Pimientos de Padron are a delicious speciality from Galicia. These thumb-sized chillies are completely without the usual fire. To prepare just fry, with the stalks still attached, in hot olive oil until blistered, use kitchen towel to remove excess oil and sprinkle liberally with flakes of sea salt. They may not make the world’s most attractive dish but they are absolutely scrumptious. If you find these in your local greengrocer’s, I urge you to give them a try. You won’t be disappointed.

Tomato & Walnut Salad with Pomegranate Dressing

I came across this Turkish salad in the excellent Moro cookbook. Walnuts feature a lot in Turkish cuisine, as does pomegranate molasses, although this is even more common in Persian dishes. The dish is simple to prepare: just make sure the tomatoes are ripe, in any case riper than those in the photo. Pomegranate molasses can be found in most Middle Eastern food shops: the Iranian 1 & 1 brand is very good. You can substitute ingredients in many dishes but I haven’t come across anything else quite like pomegranate molasses. It’s worth looking for and a bottle keeps for ages.

Summary

Preparation: 10mins
Serves: 4

Ingredients

500g
100g
4 tbsp
1 tbsp
2 tbsp
4 tbsp
1
Pinch
Ripe cherry tomatoes
Walnut halves
Flat leaved parsley
Water
Pomegranate molasses
Good olive oil
Small clove of garlic crushed
Cinnamon
Salt and pepper to taste


Method

Wash the cherry tomatoes, halve and transfer to a bowl. Unless you are lucky enough to be able to get fresh walnuts, it’s best to blanch them in boiling water for a minute or so to remove any trace of bitterness, then rinse under the cold tap to bring back to room temperature. Put in the bowl with the tomato halves. Chop the parsley and add to the bowl too.

Next prepare the dressing by combining the water, pomegranate molasses, olive oil, garlic, cinnamon, salt and pepper with a whisk or similar until well blended. Add to the bowl with the tomatoes and mix gently until everything is nicely coated.

Serve immediately with some bread to mop up the dressing.

Piquillo Pepper, Preserved Lemon and Caper Salad

Piquillo Pepper, Preserved Lemon and Caper Salad

This great salad is based on a North-African recipe presented by Claudia Roden in her book Arabesque. Her version used plain roasted red peppers but I find the flavour of the Piquillo peppers adds a new dimension to the dish. These peppers come from northern Spain and after roasting over a wood fire are peeled and preserved in cans. They have a complex slightly smoky and very slightly spicy flavour. You won’t find them in the supermarket but you should be able to source them from Spanish delis or other specialist food shops. As mentioned above, if you can’t find them, don’t panic, just substitute roasted red peppers. Preserved lemons are used extensively in North-African cuisine and have a very distinctive, but non-lemony, flavour. Try to use capers preserved in salt as these tend to have a better texture than those in brine or vinegar.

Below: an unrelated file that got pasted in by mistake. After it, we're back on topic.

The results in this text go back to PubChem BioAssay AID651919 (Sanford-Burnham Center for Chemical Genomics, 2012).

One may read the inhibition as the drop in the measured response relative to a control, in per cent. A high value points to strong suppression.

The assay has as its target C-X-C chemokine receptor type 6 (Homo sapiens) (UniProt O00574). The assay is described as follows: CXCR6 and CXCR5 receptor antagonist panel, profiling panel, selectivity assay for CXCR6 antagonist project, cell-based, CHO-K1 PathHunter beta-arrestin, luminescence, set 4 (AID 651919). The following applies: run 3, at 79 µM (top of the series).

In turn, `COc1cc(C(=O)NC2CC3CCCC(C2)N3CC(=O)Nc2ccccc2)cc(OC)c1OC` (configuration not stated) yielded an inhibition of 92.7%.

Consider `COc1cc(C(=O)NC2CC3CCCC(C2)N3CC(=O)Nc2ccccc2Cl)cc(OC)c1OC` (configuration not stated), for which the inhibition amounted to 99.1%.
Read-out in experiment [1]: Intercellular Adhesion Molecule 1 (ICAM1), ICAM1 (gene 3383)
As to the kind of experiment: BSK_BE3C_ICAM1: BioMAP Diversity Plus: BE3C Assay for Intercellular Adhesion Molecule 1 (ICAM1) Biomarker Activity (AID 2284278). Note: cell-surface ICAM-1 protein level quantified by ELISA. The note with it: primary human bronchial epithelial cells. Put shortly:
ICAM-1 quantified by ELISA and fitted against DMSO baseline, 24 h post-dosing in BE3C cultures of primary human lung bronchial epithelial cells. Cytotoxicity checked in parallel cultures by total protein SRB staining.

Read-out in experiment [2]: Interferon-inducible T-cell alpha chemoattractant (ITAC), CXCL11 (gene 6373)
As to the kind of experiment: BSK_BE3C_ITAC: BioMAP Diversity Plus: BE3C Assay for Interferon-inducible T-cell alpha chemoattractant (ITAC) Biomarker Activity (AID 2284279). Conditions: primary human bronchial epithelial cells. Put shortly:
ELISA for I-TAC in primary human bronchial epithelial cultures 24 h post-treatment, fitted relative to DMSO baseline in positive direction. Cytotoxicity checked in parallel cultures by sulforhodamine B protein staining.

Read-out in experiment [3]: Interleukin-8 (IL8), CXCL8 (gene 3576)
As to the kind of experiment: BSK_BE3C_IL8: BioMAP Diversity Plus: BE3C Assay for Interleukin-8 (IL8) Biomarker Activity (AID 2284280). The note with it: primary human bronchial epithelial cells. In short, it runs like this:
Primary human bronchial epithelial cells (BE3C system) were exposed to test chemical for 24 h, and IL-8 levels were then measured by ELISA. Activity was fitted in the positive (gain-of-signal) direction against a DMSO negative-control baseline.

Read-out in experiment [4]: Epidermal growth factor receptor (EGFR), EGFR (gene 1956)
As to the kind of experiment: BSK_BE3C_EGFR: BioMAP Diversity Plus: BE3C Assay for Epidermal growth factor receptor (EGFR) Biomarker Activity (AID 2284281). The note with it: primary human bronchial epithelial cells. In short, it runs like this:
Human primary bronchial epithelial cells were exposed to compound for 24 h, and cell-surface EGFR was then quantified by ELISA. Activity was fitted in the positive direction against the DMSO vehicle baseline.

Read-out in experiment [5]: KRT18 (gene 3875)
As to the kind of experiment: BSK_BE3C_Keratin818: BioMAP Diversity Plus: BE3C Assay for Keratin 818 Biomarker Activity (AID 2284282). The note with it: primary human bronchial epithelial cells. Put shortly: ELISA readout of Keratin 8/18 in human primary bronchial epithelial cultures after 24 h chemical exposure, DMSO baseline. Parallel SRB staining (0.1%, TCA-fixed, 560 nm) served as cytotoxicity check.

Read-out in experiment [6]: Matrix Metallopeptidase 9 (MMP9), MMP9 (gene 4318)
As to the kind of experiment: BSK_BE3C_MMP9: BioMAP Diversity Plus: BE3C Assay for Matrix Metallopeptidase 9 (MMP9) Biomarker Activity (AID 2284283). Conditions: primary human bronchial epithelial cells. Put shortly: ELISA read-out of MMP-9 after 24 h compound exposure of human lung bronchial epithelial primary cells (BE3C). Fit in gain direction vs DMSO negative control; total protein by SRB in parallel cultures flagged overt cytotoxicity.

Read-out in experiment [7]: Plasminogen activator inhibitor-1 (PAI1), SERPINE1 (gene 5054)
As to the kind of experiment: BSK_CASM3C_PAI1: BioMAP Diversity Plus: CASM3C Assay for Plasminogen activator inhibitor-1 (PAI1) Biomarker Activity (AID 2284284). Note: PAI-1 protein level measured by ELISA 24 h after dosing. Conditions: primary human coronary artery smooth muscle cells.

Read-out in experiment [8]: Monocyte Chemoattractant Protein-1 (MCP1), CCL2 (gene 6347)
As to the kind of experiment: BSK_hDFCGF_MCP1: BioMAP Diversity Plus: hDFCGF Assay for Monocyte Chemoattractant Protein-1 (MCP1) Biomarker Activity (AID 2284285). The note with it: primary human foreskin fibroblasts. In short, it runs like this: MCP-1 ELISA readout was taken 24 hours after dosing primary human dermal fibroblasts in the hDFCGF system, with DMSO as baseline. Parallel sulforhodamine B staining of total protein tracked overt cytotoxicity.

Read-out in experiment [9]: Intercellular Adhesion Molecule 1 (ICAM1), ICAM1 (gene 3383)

Summary

Preparation: 10mins

Ingredients (per person)

4
1
1tsp
Piquillo peppers
Preserved lemon
Capers
Good olive oil
Flat-leaved parsley Pepper

Method

Open out the piquillo peppers flat and cut into four or so strips. You can save a bit of time by cutting them while they are still whole, but just be careful to remove any rogue seeds. Make sure to keep any juice that is present. Place the peppers along with any captured juice into a bowl. Quarter the preserved lemons and remove the flesh. Cut the remaining skins into small squares. Place the preserved lemon, along with the capers into a sieve and rinse under the cold tap to remove excess salt. Transfer the lemon and capers to the bowl with the peppers.

Add a little olive oil, to ensure the ingredients are nicely coated. The amount will depend on how much juice you got from the peppers, but keep it to the minimum. Season with freshly-ground pepper. You won’t need any salt due the the saltiness of the lemons and capers.

Serve sprinkled with freshly-chopped parsley.